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Posts for: December, 2014

By Andrew Thompson, DDS, PC
December 29, 2014
Category: Oral Health
Tags: oral health   saliva  
SalivaisaKeyIngredientinOralHealth

When you think of saliva, the word “amazing” probably doesn’t come to mind. But your life and health would be vastly different without this “wonder” fluid at work in your mouth.

Saliva originates from a number of glands located throughout the mouth. The largest are a pair known as the parotids, located just under the ears on either side of the lower jaw, which produce a thin and watery liquid. The sublingual glands under the tongue produce thicker saliva with a mucous secretion; the saliva from the submandibular glands located under the lower jaw has a consistency somewhere between that of the parotids and the sublingual glands. All these different consistencies of saliva combine to produce a fluid rich in proteins, enzymes, minerals and antibodies.

Saliva performs at least five basic functions in the mouth. First, it washes away food particles after eating and reduces the amount of sugar available for decay-causing bacteria to consume. It protects and disinfects the mouth with antibodies, proteins and enzymes that fight against and help prevent the growth of bacteria. Saliva neutralizes high acidity levels in the mouth, necessary to prevent enamel erosion from acid; and when enamel has softened due to acidity (de-mineralization), the calcium and other minerals in saliva help restore some of the enamel’s lost minerals (re-mineralization). Saliva also aids in digestion by lubricating the mouth and helping the body break down starches in food with its enzymes.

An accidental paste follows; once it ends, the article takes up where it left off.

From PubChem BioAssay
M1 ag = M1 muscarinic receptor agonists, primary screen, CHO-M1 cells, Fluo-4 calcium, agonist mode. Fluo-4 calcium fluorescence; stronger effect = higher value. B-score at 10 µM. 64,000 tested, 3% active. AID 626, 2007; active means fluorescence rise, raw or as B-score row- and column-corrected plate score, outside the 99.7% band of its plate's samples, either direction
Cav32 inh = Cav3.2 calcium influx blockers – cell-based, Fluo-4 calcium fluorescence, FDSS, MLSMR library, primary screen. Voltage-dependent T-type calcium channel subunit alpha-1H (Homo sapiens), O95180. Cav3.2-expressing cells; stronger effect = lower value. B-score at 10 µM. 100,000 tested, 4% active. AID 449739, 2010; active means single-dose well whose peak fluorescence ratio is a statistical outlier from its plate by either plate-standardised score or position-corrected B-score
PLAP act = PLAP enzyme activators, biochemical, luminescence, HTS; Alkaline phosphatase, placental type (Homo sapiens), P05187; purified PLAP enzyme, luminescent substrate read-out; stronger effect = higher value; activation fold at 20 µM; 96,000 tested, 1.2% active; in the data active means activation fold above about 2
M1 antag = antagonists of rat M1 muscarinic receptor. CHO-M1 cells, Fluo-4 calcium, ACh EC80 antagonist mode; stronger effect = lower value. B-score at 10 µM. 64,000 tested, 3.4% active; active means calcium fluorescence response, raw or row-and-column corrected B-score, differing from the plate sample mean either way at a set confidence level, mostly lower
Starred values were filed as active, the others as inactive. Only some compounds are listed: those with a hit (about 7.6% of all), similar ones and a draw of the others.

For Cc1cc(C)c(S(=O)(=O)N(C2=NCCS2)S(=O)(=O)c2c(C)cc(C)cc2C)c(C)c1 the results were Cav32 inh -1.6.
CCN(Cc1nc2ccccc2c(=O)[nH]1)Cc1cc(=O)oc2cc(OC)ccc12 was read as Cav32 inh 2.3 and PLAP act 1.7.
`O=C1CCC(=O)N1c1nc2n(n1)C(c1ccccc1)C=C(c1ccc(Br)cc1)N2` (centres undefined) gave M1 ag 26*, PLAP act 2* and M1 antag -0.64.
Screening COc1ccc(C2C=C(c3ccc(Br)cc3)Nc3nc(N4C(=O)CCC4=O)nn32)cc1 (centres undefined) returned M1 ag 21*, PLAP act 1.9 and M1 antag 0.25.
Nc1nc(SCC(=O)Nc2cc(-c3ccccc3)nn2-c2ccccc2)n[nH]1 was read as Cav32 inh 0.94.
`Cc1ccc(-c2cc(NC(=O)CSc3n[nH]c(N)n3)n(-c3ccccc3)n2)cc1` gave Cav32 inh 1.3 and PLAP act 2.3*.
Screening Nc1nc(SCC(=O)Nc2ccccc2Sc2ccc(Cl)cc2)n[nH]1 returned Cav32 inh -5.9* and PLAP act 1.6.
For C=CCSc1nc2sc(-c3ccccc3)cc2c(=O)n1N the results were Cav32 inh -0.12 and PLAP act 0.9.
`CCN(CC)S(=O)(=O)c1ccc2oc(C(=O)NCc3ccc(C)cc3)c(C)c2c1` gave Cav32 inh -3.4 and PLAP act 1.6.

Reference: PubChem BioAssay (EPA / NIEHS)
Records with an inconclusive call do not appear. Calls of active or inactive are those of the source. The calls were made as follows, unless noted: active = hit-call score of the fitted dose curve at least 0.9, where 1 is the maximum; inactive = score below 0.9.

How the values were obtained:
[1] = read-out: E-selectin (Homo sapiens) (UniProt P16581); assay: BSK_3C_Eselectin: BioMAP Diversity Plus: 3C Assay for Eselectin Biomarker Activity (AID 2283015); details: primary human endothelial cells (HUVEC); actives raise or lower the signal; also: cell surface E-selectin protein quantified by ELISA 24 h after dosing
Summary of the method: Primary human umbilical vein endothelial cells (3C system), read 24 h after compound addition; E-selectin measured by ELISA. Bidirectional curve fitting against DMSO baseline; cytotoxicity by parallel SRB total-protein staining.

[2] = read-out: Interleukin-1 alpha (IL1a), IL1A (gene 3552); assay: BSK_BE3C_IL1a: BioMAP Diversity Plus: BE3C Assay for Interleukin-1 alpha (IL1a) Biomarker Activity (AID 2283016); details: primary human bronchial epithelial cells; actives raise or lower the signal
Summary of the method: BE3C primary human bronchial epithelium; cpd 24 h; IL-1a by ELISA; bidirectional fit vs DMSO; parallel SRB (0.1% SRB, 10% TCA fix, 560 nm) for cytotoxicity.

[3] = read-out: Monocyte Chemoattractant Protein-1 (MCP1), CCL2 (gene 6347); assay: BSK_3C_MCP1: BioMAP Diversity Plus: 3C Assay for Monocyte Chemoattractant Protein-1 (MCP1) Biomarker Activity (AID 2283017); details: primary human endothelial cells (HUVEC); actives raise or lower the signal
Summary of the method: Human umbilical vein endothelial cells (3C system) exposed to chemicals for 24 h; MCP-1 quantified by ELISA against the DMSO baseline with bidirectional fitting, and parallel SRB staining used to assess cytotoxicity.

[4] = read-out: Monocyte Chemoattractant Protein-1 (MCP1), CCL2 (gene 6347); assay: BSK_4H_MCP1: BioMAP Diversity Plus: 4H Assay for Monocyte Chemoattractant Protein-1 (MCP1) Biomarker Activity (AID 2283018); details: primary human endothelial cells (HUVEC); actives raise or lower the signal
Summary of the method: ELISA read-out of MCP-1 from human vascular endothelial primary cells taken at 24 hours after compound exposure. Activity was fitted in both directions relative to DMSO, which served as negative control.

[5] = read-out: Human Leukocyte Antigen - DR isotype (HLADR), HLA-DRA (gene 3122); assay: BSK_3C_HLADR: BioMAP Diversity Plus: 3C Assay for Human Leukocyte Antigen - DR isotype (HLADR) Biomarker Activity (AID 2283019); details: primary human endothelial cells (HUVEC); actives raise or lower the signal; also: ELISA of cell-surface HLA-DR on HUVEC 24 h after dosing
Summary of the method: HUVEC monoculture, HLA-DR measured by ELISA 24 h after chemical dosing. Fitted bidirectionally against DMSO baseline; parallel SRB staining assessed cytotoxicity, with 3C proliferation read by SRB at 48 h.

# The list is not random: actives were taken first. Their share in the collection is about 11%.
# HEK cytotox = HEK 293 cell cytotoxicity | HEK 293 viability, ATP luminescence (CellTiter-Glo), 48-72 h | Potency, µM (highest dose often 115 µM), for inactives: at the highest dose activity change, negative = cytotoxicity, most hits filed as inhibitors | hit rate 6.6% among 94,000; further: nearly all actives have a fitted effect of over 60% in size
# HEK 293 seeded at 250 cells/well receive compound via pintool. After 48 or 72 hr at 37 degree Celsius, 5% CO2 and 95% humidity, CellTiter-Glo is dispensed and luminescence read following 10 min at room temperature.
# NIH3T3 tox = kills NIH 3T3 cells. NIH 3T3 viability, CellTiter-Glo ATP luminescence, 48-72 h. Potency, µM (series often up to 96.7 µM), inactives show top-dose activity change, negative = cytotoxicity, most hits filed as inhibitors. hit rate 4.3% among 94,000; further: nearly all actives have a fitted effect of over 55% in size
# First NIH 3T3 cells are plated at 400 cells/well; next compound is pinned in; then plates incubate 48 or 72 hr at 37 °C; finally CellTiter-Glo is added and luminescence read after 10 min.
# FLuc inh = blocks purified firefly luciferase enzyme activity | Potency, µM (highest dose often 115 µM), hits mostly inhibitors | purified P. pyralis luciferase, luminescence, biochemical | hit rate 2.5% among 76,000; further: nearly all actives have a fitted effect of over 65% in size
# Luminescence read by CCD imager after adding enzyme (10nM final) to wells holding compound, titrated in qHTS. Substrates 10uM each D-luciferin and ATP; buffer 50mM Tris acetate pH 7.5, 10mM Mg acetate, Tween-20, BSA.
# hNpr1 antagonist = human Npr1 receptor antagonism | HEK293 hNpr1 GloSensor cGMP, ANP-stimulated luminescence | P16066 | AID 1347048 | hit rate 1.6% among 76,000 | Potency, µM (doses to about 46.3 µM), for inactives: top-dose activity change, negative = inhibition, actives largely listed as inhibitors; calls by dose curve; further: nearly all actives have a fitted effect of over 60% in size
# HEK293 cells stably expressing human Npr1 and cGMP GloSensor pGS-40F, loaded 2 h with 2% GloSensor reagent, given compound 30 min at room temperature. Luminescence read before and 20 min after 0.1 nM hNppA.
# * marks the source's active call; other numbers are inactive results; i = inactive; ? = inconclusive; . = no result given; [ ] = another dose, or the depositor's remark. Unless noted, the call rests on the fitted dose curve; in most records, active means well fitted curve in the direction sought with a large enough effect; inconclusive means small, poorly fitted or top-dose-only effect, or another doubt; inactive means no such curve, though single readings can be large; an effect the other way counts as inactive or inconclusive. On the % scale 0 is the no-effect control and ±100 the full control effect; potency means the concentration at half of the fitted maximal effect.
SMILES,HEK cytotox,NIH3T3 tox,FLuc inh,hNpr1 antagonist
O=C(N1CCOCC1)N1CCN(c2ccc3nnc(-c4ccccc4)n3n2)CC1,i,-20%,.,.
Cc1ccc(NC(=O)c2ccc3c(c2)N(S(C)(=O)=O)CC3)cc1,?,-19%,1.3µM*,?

In recent years, scientists have also gained insight into another property of saliva that promises better disease diagnosis in the future. Like blood and urine, saliva contains biological markers for disease. As more diagnostic machines calibrated to these specific markers are developed and used, it could signal a more effective way to identify conditions from saliva samples that are easier to collect than other bodily fluids.

Its less than glamorous image aside, your mouth would be quite a different (and unhealthy) place without saliva. And, developments in diagnostics could make this unsung fluid even more valuable in maintaining your health.

If you would like more information on the importance of saliva to oral health, please contact us or schedule an appointment for a consultation. You can also learn more about this topic by reading the Dear Doctor magazine article “Secrets of Saliva.”